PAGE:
Therefore the next adapter was written using C++ and a native binding of WebRTC. Debugging that took quite some time. That was when I joined the project, building a test client and server that simulated a running FA game for the adapter and took measurements as well as shipped logs to the sever automatically. From that point on we did weekly ice adapter tests with a dozen of volunteers (I want to thank everyone who helped out on that here , if you didn't get the ICE avatar yet, message a moderator) trying to figure out what was wrong while muellni and vk tried to fix the adapter each week.
After multiple months of that (during which I also wrote a 4th adapter as an exercise using the ice4j library), we finally arrived at a point where we had a stable, lightweight, reliable adapter ready for deployment. A deployment date was scheduled (September 2018), we were doing some final tests.
Then the day came when someone told us their game was lagging. After some investigation, we figured out that their upload bandwidth was too low. But it had worked before. As it turned out, the WebRTC ICE implementation was encrypting all of our packets. Some certain huge internet giants (cough) decided that it's a good idea to enforce packet encryption in WebRTC (ice supports multiple encryption types as well as none). In general I agree with that sentiment. For us, it meant 12 bytes of encryption header added to on average 15 byte long game data packets.
That doesn't sound like much. But in practice it meant, everyone able to play 6v6 might now be stuck with 4v4, everyone who was capable of 4v4 would now be having trouble with 2v2.
That was unacceptable. So we searched for a solution, some hacky way to disable encryption. We found none.
During that investigation I had also written a 5th adapter (somehow I accidentally completely lost the code for the 4th one, it was synced to my cloud and committed into git, I still don't get how that happened). So, back to the start. 6 more months of debugging and testing and countless bugs, issues, and (sometimes self-resolving) problems later and we got ready for deployment.
In total, ICE development took 2.5 years, 5 adapters, a test client and server software for simulation, multiple people joining / quitting the project, weekly tests and lots of volunteers.
Side note: I'm not going to go into detail on the python client vs java client issue which was co-dependent with ICE and caused a huge disaster on the deployment weekend.
Where are we today
There's an unresolved issue with the adapter that occurs in <1/100 cases. It is likely due to the OS not being happy with the adapter spawning hundreds of sockets. It happens in native Windows code and I got no clue what's going on, the reason for socket close supplied by Windows is incorrect. If you are experiencing this (lots of errors about sockets in log), try the following in order (see also the Wiki page on troubleshooting network issues): Deactivate virtual network adapters, use a VPN, reinstall Windows, use Linux.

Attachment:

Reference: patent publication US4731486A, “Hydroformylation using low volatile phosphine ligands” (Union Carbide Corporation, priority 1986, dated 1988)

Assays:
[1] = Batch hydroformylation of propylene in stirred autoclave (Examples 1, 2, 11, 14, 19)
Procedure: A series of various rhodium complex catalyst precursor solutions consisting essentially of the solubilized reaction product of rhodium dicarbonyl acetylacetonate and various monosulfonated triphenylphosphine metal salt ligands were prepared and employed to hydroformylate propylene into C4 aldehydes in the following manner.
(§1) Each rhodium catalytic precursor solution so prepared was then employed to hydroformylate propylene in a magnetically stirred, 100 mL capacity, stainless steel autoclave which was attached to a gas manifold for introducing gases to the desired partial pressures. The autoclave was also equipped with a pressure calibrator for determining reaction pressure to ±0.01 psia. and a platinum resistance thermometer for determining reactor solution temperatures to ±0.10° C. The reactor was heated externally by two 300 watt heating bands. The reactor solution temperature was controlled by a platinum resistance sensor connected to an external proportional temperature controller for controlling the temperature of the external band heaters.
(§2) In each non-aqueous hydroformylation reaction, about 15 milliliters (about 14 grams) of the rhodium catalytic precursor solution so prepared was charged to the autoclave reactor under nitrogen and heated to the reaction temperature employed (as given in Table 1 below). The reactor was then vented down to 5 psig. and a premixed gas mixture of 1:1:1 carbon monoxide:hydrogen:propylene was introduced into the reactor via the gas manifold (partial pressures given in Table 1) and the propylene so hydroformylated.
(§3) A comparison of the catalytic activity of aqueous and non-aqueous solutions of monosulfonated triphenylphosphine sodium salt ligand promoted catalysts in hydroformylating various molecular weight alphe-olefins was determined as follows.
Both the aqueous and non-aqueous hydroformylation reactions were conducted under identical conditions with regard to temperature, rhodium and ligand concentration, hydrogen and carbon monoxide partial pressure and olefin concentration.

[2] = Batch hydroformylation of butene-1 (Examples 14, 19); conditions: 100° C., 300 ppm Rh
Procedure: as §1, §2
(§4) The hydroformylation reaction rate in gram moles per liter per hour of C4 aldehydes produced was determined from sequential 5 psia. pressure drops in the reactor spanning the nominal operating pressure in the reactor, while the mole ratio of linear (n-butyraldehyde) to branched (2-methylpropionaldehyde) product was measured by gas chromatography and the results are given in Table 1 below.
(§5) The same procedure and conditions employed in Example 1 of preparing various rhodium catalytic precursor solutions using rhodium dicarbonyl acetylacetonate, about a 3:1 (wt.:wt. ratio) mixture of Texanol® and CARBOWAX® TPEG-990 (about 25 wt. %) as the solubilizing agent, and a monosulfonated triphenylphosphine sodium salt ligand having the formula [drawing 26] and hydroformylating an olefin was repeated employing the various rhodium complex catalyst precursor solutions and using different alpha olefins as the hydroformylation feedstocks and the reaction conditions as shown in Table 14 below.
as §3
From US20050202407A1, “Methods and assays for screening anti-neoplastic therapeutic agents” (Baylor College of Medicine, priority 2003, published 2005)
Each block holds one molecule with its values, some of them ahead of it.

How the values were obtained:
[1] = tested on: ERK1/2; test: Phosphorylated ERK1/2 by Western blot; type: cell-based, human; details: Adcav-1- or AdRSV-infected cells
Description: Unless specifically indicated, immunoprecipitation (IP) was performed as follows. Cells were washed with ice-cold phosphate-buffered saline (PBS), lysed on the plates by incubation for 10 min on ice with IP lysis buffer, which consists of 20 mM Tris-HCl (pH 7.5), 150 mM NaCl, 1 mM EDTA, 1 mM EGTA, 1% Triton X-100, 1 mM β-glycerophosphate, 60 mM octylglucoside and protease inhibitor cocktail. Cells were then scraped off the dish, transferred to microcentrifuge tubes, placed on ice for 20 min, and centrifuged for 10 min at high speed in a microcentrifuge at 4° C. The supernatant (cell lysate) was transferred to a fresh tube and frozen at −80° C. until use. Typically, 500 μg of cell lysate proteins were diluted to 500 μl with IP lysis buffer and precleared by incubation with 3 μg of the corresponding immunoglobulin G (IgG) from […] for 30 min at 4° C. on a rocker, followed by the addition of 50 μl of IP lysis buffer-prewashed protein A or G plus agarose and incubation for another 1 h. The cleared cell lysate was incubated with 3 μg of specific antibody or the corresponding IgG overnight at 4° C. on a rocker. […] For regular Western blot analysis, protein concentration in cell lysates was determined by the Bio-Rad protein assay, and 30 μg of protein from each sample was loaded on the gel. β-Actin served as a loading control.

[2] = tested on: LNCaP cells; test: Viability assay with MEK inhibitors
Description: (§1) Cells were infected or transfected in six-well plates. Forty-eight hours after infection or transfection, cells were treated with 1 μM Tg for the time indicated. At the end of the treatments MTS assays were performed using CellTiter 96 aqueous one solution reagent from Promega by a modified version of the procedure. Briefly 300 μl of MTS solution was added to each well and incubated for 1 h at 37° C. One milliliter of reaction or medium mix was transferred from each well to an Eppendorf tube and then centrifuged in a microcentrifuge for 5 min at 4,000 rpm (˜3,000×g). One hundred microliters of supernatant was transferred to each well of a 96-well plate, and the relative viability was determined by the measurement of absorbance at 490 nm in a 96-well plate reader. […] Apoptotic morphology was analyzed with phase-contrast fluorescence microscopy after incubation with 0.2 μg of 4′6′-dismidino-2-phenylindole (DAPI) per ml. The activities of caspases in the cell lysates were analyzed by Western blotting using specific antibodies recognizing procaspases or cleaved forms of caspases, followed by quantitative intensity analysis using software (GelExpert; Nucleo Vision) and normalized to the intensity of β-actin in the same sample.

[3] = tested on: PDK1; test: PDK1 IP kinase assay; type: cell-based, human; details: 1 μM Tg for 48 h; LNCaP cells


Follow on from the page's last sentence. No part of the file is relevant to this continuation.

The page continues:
The ice adapter takes into account mutiple relay servers.
Oceanian and especially australian players are often put behind CGNAT by their ISPs, preventing them from establishing a direct connection. Sometimes this can be resolved by calling your ISP and asking them if it's possible to get you off CGNAT. In this case, the relay via coturn (a STUN+TURN server) is needed. FAF's coturn is located in Nuremberg, Germany.
So two neighbors A and B living next door will be relayed via Europe, if you take into account round trip that means: A -> Europe -> B -> Europe -> A
One round trip is 300 ms at best, so two round trips is 600 ms, above FAF's maximum threshold of 500ms. This made quite a lot of players unable to play.
Therefore one community member offered to host another coturn server in ?Sydney? which is taken into account by the ice adapter. This should (and has, when it worked) allowed nearly all oceanian players to player with everyone else around the world completely fine. (as I said above, as long as the latency is below 500ms)
There has been an ongoing issue with the oceanian relay over the past months. The FAF server has been under a denial of service attack for quite some time. This forced the server admins to disable ICMP echo on the server. The ICE adapter uses ICMP echo to determine the nearest relay server.
Therefore all users used the european relay on faforever.com, causing troubles as described in the previous section. We have been trying to fix this but couldn't find a permanent solution.
To improve the infrastructure, the server admins have been moving the coturn server (relay) from faforever.com over to multiple separate machines. This allows enabling ICMP echo again and building a more robust infrastructure. You might experience some issues in game when playing at the moment, although the ice adapter should reconnect quite quickly. Ideally, we're aiming for multiple TURN servers around the world for the best connectivitiy. At the moment there are 2 in Germany, 1 in Australia and there are investigations about adding one for America.
PS: there is no ping in FA, there is no ICMP echo in FA, it's called a latency or round-trip time (RTT) ;). Otherwise that's like saying “I'm staying in bed today cause I have thermometer”.